Lesson #7: Avoid social media at all costs

In the midst of heated debates about gun control and Syrian refugees and gross generalizations about people, religion, and society, it’s been hard for me to keep silent.

I grew up with a conservative father, but I never found much interest in politics. In fact, I’d proudly assert my disdain for all things political. It’s true that, today, I still don’t particularly like “politics,” simply because, to me, the word holds a rather negative connotation (I’ll explain later). Instead, what’s changed is the attention I’ve chosen to pay the world–to what people do, are, and say. I can’t ignore it. I can’t ignore our blatant disrepect for people who need our help. I can’t ignore the hypocrisy spewed by the people claiming to want what’s best for the world. I can’t ignore the fact that I don’t trust our government, because half the members are too prideful to act on behalf of the good of the country. Name one politician who doesn’t act on behalf of themselves these days. But only if you can prove it.

Call me naive, but “politics” isn’t what it used to be. I can’t imagine even half of our presidential candiatates this year care about the issues they relentlessly debate. These days, it’s about power and winning the argument for your “team.” In the end, what matters is the scoreboard. And my biggest question is “why?” I’ve never asked a more important question in my life.

Why? I don’t understand. Why do you think this…? Why do you believe that…? Why are you so…? Why the pride? Why the hypocrisy? Why can’t you see what you’re saying?

But the sad thing is… I fall victim to these things, too. Hypocrisy. Pride. Ego. Cynicism. All the things that make us humans. And the name of our game is self-destruction. Go figure.

Pride leads me to social media, Twitter, Facebook, where I find myself in a heated, yet mature, debate about gun regulations. I always told myself I’d never do this, but as many of you know, it’s incredibly difficult to avoid chiming in when the person who last chimed in presented his opinion with five whole paragraphs and obviously bias, oftentimes incorrect, information. See? I’m getting angry just typing about it. Why? I never wanted to be one of these pretentious people–the people who pride their opinion and demean anyone who opposes it. I’m trying to gain perspective–really, I am. I’ve been reading blogs, articles, whatever I can get my hands on. But it’s hard to gain perspective when we’re all sitting behind computer screens, casting our opinions out into the sea of our “friends,” forgetting that social media gives us the hidden and valuable space, seperate from the real world, where it’s too easy to have a one-sided argument, where we’re tricked into thinking we’re “saving the world” by “liking” a promotional article about defunding Planned Parenthood or filtering our profile pic to the colors of the French flag, where we can provoke opposition and show off our expertise and skill at articulating our views on contemporary issues. Where the media tells us what we should and should not care about.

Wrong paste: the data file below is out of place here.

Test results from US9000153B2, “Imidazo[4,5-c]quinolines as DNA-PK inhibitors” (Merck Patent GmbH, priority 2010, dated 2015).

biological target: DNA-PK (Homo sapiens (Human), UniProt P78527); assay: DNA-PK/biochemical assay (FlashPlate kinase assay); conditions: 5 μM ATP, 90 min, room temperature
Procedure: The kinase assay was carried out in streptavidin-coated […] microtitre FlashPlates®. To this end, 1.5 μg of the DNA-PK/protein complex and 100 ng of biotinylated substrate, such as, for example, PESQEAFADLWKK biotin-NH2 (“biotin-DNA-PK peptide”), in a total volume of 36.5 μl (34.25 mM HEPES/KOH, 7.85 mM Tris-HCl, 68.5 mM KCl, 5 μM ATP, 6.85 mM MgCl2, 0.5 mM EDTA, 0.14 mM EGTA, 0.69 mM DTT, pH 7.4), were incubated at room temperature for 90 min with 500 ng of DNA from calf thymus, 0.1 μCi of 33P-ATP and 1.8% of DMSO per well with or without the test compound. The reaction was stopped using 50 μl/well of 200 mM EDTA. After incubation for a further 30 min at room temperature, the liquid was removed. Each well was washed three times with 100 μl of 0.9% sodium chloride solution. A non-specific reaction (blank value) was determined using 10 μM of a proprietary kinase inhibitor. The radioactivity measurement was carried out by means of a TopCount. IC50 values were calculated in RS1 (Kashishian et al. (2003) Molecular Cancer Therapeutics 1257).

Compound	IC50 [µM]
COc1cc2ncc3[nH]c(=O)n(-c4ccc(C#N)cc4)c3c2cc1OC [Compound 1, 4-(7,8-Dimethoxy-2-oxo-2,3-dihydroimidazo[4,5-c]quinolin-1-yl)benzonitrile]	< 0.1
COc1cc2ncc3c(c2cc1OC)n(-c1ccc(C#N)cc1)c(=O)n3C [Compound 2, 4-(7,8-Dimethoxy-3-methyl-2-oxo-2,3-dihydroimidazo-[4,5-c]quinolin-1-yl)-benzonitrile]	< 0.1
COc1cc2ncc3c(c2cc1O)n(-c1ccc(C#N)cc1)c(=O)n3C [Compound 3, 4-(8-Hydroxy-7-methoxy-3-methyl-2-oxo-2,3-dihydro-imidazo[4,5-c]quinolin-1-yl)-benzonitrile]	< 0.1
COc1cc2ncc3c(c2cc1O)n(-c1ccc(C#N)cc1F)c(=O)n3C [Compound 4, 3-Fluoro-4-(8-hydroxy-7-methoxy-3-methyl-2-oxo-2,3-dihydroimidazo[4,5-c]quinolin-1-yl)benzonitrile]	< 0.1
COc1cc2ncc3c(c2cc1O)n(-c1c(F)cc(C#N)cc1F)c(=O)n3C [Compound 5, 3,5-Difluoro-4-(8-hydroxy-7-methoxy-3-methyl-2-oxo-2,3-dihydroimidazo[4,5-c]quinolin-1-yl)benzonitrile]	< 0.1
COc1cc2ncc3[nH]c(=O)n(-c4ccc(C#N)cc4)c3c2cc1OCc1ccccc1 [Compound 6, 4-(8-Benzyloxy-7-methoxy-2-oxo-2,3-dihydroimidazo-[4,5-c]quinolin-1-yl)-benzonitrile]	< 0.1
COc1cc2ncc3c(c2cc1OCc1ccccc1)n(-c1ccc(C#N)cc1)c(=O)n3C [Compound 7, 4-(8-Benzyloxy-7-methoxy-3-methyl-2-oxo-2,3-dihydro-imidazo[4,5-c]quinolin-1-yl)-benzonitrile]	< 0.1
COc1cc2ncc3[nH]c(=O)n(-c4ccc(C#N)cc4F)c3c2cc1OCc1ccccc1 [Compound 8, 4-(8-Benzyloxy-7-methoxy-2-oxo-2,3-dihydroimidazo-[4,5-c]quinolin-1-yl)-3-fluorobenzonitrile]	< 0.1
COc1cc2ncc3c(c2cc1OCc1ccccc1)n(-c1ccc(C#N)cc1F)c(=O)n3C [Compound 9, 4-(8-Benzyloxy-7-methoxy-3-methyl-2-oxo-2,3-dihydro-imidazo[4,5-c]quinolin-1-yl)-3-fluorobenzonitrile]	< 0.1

Have we forgotten what it really takes to save the world? I have. It doesn’t take logging on to social media and looking for posts about guns, or violence, or Muslims so I can give my input and fulfill my desire to prove my opinion worthy, possibly even more worthy than everyone participating. That’s bullshit, Stephanie. It forces me to ask myself, “Do you really care about the issues? Or do you just want to win the argument?”

No, we haven’t forgotten what it really takes to save the world. We’re just too lazy to do it.

Lesson learned: Stop arguing, and start acting.  

Click here and here to make a difference for Syrian refugees.

Click here to gain perspective on Islam.

Click here to help people around the world.

Click here to help those who lost so much in France.

Click here to support teenage Pakistani activitist, Malala’s, fight for education around the globe.


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